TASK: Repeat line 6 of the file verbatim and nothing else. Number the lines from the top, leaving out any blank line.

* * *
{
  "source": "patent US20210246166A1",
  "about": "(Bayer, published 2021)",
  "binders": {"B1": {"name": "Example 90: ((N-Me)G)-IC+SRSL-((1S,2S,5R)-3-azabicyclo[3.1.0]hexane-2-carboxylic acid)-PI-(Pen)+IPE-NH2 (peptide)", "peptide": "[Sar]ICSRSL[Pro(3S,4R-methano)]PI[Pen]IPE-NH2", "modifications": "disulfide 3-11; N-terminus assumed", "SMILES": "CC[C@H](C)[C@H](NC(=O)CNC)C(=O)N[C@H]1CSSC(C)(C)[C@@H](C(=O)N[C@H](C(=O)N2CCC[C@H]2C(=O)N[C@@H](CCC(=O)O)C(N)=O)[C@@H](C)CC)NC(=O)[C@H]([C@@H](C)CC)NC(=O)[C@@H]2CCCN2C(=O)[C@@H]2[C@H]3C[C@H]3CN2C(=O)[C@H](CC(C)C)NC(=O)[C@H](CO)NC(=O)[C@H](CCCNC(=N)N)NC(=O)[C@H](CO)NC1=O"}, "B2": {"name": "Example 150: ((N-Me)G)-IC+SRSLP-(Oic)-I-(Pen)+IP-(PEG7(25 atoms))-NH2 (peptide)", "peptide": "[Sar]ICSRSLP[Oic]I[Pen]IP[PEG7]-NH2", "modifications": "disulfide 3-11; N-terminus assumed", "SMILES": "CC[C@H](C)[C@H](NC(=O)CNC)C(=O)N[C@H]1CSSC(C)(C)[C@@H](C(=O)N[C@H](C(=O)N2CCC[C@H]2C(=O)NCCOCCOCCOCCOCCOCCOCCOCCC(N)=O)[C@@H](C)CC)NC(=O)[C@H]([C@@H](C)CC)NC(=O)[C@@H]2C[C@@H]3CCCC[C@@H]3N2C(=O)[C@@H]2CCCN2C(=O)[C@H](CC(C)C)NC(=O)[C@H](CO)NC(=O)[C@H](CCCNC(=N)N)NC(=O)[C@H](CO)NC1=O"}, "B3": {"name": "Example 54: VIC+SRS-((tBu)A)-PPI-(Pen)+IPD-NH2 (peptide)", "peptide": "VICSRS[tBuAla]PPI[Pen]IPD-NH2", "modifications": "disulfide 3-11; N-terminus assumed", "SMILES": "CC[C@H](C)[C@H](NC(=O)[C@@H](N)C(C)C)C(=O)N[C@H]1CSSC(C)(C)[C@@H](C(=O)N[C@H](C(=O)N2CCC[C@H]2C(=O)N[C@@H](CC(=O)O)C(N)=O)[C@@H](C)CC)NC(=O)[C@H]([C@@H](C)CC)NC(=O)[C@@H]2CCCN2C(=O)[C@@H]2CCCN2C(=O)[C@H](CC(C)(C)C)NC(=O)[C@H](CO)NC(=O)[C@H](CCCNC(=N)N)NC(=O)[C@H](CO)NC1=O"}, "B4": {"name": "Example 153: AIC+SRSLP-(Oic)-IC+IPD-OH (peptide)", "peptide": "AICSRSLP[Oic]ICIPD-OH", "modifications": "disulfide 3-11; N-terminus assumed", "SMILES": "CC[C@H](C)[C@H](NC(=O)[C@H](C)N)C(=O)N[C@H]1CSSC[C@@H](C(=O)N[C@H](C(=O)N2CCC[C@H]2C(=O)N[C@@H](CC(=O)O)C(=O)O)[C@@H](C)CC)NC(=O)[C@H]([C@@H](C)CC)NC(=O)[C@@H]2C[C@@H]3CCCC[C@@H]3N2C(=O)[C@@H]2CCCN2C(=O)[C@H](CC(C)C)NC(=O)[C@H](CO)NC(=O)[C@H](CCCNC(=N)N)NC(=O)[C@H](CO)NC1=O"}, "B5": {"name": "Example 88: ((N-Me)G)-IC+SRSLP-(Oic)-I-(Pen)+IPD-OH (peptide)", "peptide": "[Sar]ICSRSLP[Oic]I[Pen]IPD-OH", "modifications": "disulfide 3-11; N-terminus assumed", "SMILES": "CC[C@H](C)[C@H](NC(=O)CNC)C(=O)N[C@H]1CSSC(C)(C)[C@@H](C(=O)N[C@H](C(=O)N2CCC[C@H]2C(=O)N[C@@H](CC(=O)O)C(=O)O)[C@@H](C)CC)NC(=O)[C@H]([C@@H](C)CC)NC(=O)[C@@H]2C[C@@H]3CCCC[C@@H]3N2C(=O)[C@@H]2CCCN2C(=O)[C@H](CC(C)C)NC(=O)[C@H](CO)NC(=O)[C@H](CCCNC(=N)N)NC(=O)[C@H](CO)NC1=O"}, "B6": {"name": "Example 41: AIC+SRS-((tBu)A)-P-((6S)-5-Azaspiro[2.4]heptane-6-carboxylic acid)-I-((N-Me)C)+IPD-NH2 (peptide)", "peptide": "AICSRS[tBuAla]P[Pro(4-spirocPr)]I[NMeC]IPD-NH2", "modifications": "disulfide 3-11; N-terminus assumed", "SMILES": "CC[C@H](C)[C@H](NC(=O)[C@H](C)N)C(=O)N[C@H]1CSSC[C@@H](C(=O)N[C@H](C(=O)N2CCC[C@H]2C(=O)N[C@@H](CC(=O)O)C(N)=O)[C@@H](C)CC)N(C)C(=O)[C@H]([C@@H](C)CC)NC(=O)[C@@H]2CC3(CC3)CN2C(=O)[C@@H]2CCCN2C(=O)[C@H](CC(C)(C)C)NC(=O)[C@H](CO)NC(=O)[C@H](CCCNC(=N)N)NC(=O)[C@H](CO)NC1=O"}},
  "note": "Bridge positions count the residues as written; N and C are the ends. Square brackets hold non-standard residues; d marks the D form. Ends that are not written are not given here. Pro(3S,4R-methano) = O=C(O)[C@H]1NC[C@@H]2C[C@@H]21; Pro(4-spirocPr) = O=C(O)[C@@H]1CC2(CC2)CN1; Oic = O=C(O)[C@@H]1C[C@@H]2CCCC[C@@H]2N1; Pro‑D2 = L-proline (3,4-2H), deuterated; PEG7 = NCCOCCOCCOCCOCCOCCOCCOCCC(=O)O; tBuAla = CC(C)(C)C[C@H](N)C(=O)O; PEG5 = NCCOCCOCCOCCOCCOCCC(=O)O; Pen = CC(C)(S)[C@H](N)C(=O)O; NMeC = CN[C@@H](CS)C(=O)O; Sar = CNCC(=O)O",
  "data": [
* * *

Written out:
  "data": [